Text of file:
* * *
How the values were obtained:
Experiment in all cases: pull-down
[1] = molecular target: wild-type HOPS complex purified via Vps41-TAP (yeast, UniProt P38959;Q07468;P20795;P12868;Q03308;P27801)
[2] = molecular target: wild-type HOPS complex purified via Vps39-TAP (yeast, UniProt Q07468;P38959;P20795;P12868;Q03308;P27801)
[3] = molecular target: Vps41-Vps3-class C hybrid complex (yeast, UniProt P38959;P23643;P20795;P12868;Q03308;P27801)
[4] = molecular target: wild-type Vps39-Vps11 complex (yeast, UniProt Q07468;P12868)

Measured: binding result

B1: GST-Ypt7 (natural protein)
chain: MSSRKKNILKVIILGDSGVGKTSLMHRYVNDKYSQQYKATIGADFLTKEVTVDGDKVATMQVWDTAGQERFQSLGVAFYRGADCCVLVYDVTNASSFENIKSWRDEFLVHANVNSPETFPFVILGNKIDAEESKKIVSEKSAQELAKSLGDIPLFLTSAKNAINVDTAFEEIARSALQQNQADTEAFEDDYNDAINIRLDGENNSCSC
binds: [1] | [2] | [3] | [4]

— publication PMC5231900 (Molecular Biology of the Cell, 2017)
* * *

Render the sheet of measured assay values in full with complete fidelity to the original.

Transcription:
How the values were obtained:
Experiment in all cases: pull-down
[1] = molecular target: wild-type HOPS complex purified via Vps41-TAP (yeast, UniProt P38959;Q07468;P20795;P12868;Q03308;P27801)
[2] = molecular target: wild-type HOPS complex purified via Vps39-TAP (yeast, UniProt Q07468;P38959;P20795;P12868;Q03308;P27801)
[3] = molecular target: Vps41-Vps3-class C hybrid complex (yeast, UniProt P38959;P23643;P20795;P12868;Q03308;P27801)
[4] = molecular target: wild-type Vps39-Vps11 complex (yeast, UniProt Q07468;P12868)

Measured: binding result

B1: GST-Ypt7 (natural protein)
chain: MSSRKKNILKVIILGDSGVGKTSLMHRYVNDKYSQQYKATIGADFLTKEVTVDGDKVATMQVWDTAGQERFQSLGVAFYRGADCCVLVYDVTNASSFENIKSWRDEFLVHANVNSPETFPFVILGNKIDAEESKKIVSEKSAQELAKSLGDIPLFLTSAKNAINVDTAFEEIARSALQQNQADTEAFEDDYNDAINIRLDGENNSCSC
binds: [1] | [2] | [3] | [4]

— publication PMC5231900 (Molecular Biology of the Cell, 2017)